Breakfast is never quite as breakfast-y without eggs. Somewhere around the glorious interwebz, I read that eggs actually make you feel fuller longer (hence dieters and their hard boiled eggs). Of course I tossed out useless info like if the eggs should be eaten alone or if it only works when they’re boiled but who cares? Breakfast almost always includes some sort of egg dish, even if only as a side.
I should ask you now, though: how many eggy dishes do you actually make? Nope, over easy, scrambled and fried don’t count as three separate ones. Deciding on a stellar breakfast menu from scratch isn’t really top priority in the morning for most of us, but eggs are quite surprisingly easy to amp up into something exciting and even Instagram-worthy. And so, voila, a list of eggstra special breggfast treats! Ugh. Let’s pretend I didn’t write that.
A simple scrambled egg and toast breakfast is quite satisfying–as long as you don’t end up with a tasteless, rubbery, yellow blob. Start by whisking the eggs with a little milk and pinch of salt; one tablespoon milk to every egg. WHISK IT. You need a lot of air to make ‘em fluffy. Melt a knob of butter into a skillet on med-low heat and pour in beaten eggs when the melted butter is hot enough. After about a minute, start pushing it around with a heatproof spatula so that the liquid egg moves under and the cooked parts move up. Turn of the heat when all the liquid has set and keep stirring gently till it’s firm, but not dry. Transfer to a plate and devour.
So you’ve mastered the scrambled egg and want to try to do something fancier? Do the same as above but instead of pushing the egg mixture around, sprinkle grated cheese, halved cherry tomatoes, and fresh oregano on one side and carefully fold the other side over when it’s no longer runny, making a little half moon. Gently loosen the omelette from the pan, cover with a plate and turn over.
Fancy name for an onion and potato omelette, I know.
Slowly cook large slices of potatoes (think potato wedges) and thinly sliced white onions in olive oil for half an hour. Strain out oil and mix in beaten eggs, salt, pepper and chopped parsley. Cook in a small pan till set, using a bit of the strained oil for the pan. I like to use stainless steel but if you’re uncomfortable with eggs and having to make sure they don’t stick to the pan, go ahead and use something non-stick. Turn over and cook till it starts to get a bit of color and body.
A fritatta is another open faced omelette with the toppings mixed into the beaten eggs. You can add anything you like actually: onions, ham, cheese, bell peppers, mushrooms. But instead of turning it over, fritattas typically require a little time in the oven for it to cook. If you’re too lazy to fire up your oven (and hate to waste all that gasul on a small meal), put a lid on it so the steam can cook the top. Nobody will know you cheated.
Save time in the mornings by making individual fritatas in a silicone muffin pan over the weekend and freeze them in a zip bag. You can even make each one a different combination of fillings so you won’t be stuck eating the same thing for breakfast for the whole week. Reheat by zapping it in the microwave or even just a toaster oven for a minute or two.
What in the world is a strata? Think savory bread pudding. Layer pieces of bread, ham, mushrooms, cheese, what have you in individual muffin pans again and pour scrambled egg mix in. Let it sit overnight or even just an hour in the fridge then bake it in the oven till it sets. Just like the individual fritattas, this can be frozen and reheated right before you fly off to work.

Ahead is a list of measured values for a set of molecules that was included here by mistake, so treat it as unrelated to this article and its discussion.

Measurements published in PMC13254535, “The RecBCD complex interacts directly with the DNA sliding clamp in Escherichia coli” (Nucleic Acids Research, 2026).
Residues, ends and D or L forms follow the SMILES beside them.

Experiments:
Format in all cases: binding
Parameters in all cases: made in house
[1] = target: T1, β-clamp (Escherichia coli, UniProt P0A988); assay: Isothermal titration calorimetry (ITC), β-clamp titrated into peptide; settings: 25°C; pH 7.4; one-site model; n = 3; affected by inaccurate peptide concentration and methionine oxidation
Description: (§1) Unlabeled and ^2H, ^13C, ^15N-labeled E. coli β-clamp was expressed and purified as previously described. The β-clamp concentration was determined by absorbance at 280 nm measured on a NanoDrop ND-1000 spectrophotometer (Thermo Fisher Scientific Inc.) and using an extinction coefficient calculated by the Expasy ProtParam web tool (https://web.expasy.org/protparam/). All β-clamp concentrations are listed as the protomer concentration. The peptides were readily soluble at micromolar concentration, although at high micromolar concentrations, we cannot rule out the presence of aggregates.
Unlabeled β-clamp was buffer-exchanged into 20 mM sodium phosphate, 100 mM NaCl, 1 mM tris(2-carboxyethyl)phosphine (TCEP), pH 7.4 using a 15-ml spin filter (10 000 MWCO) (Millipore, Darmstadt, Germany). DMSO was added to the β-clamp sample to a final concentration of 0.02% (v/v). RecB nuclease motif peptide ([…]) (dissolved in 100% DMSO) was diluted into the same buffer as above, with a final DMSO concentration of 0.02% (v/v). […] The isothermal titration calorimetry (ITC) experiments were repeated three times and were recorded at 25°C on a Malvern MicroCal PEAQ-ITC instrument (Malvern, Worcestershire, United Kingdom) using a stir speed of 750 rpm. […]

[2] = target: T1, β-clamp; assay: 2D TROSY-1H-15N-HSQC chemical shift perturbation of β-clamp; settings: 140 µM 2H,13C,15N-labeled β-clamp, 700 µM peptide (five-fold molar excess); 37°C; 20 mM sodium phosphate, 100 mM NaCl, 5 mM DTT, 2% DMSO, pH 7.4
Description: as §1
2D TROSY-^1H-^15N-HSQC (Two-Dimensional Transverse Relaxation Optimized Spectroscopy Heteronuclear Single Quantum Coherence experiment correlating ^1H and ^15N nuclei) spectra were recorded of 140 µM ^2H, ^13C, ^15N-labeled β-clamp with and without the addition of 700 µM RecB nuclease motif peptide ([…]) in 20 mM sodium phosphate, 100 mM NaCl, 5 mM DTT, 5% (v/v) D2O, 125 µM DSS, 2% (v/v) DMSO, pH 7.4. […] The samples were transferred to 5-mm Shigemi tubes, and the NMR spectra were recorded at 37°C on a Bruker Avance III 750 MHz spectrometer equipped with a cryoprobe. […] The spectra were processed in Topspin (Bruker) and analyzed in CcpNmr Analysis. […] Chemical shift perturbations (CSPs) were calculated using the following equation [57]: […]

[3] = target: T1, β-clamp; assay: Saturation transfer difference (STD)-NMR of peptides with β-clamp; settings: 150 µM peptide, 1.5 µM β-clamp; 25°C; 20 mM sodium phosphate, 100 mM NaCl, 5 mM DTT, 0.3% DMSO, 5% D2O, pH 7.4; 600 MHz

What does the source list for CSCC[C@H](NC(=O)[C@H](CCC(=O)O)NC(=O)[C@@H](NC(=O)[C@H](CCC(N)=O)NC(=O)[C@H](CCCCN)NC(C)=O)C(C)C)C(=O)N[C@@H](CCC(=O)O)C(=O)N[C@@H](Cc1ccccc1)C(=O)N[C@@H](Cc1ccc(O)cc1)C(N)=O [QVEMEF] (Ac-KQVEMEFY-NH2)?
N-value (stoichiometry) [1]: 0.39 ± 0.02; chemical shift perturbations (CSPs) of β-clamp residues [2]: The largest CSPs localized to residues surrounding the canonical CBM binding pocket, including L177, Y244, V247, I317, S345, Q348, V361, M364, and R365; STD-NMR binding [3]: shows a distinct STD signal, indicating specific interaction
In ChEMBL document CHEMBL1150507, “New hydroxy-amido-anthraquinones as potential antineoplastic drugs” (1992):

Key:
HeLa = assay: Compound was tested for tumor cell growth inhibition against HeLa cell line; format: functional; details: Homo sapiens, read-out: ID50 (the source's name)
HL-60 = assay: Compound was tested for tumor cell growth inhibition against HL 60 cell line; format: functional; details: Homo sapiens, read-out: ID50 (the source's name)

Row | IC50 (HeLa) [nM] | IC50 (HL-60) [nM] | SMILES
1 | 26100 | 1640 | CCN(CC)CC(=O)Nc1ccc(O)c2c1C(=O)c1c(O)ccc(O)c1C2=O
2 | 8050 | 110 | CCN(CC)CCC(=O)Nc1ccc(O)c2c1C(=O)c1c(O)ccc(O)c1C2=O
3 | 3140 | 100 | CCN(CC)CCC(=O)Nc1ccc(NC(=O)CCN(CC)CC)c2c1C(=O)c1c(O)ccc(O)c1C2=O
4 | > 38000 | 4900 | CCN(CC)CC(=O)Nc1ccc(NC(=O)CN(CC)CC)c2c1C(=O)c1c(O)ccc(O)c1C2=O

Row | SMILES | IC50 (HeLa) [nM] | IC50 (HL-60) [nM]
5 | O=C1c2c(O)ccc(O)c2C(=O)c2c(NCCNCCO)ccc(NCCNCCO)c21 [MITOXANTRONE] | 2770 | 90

This sounds more complicated than it looks. It’s an egg casserole with a tomato base that’s baked in individual “cazuelas” (Gourdo’s has these terra cotta cazuelas at a good price) or in a cast iron skillet (my preference because it means less stuff to wash). Perfect for a special breakfast or brunch.
Fry slices of chorizo till crispy in the cast iron skillet. Remove chorizo and saute thinly sliced onions and garlic till soft. Add a small can of tomatoes and cook till it gets thicker. Season with salt, pepper, paprika, and cayenne if you like it hot. Add slices of roasted red bell peppers and make four little craters to cradle the eggs in. Gently pour in eggs into craters and top with chorizo slices. Bake in the oven for about 20 minutes or till whites are set and sprinkle fresh parsley on top to make it prettier. Serve with crusty bread.
Another weekend type dish to indulge in. It’s a grilled ham and cheese sandwich topped with bechamel sauce (flour + butter + milk + salt) and gruyere cheese (guys, I’ve made this with cheapo boxed cheese, sliced ham, and “tasty” bread. Still good) and a fried egg on top. Without the egg it’s just a croque monsieur so I suppose the egg is some sort of symbol for ovaries. I’m just guessing. It’s best to use a bread with more body like a sourdough so it doesn’t get all soggy and gross with the sauce. But like I said, I’ve made it with your regular bread but I made sure to toast it just a tiny bit more.
The ultimate in all egg breakfast dishes, at least for me, is this classic. Toast an english muffin split in half and top with a slice of Canadian bacon. Top with a poached egg, drown in hollandaise sauce.
The egg poaching may be the most difficult part here because you can actually save yourself the trouble and buy hollandaise in a carton. Haven’t tried it (I like to torture myself with hollandaise from scratch) so let me know if you actually have.
So about that egg. Simmer water with one tablespoon white vinegar, CAREFULLY slide in egg and keep it there till the whites turn opaque. Fish out with a slotted spoon and drain. Perfectly poached eggs are still runny on the inside and ohmygod, I can see it burst open in my head right now. Ugh. I wish it were morning now.
How about you, do you have eggciting recipes? Share them with us!